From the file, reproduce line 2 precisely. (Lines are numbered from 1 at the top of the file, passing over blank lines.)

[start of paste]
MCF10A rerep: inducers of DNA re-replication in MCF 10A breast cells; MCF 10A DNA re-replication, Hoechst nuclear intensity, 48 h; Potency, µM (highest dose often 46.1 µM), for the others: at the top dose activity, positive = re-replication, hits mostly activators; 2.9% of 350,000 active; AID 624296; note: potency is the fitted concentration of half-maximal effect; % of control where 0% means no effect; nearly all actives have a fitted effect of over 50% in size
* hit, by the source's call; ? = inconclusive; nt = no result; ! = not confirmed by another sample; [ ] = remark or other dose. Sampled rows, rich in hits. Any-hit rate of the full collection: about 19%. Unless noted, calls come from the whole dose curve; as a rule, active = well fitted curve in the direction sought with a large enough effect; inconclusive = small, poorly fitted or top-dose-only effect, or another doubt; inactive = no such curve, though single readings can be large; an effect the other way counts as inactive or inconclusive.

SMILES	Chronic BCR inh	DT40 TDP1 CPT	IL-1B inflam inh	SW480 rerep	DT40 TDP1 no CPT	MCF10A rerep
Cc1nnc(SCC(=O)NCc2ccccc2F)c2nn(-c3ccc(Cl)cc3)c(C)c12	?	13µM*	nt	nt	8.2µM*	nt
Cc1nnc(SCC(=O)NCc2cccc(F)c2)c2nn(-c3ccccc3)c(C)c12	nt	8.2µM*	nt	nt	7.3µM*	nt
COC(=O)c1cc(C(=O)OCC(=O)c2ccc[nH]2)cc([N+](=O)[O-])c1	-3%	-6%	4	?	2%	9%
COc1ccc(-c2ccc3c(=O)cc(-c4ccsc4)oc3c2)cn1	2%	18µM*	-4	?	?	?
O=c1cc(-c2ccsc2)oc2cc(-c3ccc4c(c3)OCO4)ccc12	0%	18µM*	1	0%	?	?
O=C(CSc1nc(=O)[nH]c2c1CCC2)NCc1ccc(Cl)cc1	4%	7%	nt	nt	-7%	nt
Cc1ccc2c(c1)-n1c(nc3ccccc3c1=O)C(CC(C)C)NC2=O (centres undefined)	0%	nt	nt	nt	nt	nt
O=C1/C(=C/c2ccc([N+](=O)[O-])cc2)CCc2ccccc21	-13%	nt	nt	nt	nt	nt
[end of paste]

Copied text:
* hit, by the source's call; ? = inconclusive; nt = no result; ! = not confirmed by another sample; [ ] = remark or other dose. Sampled rows, rich in hits. Any-hit rate of the full collection: about 19%. Unless noted, calls come from the whole dose curve; as a rule, active = well fitted curve in the direction sought with a large enough effect; inconclusive = small, poorly fitted or top-dose-only effect, or another doubt; inactive = no such curve, though single readings can be large; an effect the other way counts as inactive or inconclusive.